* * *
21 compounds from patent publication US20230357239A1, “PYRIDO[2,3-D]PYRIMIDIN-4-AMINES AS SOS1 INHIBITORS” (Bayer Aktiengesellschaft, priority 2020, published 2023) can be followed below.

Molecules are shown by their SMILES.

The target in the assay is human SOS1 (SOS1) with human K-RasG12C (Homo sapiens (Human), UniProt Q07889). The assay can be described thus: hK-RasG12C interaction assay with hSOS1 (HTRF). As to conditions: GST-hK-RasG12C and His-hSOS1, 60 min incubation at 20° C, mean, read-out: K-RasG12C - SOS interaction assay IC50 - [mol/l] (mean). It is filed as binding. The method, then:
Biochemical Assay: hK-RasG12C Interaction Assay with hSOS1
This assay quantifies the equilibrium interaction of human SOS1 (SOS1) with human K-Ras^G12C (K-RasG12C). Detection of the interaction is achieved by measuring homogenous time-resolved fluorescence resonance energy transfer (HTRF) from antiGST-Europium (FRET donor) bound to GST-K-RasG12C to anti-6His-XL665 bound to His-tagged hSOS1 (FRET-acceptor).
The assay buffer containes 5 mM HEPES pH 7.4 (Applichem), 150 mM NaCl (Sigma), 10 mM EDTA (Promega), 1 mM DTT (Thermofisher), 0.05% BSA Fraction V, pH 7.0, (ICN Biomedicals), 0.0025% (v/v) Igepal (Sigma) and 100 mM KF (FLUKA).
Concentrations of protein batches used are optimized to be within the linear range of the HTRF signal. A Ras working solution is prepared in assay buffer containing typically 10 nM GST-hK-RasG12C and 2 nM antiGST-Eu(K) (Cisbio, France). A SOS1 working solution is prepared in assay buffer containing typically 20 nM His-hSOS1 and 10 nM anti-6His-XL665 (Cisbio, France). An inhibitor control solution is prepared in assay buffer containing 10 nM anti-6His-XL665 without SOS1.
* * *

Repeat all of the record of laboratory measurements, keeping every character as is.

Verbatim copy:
21 compounds from patent publication US20230357239A1, “PYRIDO[2,3-D]PYRIMIDIN-4-AMINES AS SOS1 INHIBITORS” (Bayer Aktiengesellschaft, priority 2020, published 2023) can be followed below.

Molecules are shown by their SMILES.

The target in the assay is human SOS1 (SOS1) with human K-RasG12C (Homo sapiens (Human), UniProt Q07889). The assay can be described thus: hK-RasG12C interaction assay with hSOS1 (HTRF). As to conditions: GST-hK-RasG12C and His-hSOS1, 60 min incubation at 20° C, mean, read-out: K-RasG12C - SOS interaction assay IC50 - [mol/l] (mean). It is filed as binding. The method, then:
Biochemical Assay: hK-RasG12C Interaction Assay with hSOS1
This assay quantifies the equilibrium interaction of human SOS1 (SOS1) with human K-Ras^G12C (K-RasG12C). Detection of the interaction is achieved by measuring homogenous time-resolved fluorescence resonance energy transfer (HTRF) from antiGST-Europium (FRET donor) bound to GST-K-RasG12C to anti-6His-XL665 bound to His-tagged hSOS1 (FRET-acceptor).
The assay buffer containes 5 mM HEPES pH 7.4 (Applichem), 150 mM NaCl (Sigma), 10 mM EDTA (Promega), 1 mM DTT (Thermofisher), 0.05% BSA Fraction V, pH 7.0, (ICN Biomedicals), 0.0025% (v/v) Igepal (Sigma) and 100 mM KF (FLUKA).
Concentrations of protein batches used are optimized to be within the linear range of the HTRF signal. A Ras working solution is prepared in assay buffer containing typically 10 nM GST-hK-RasG12C and 2 nM antiGST-Eu(K) (Cisbio, France). A SOS1 working solution is prepared in assay buffer containing typically 20 nM His-hSOS1 and 10 nM anti-6His-XL665 (Cisbio, France). An inhibitor control solution is prepared in assay buffer containing 10 nM anti-6His-XL665 without SOS1.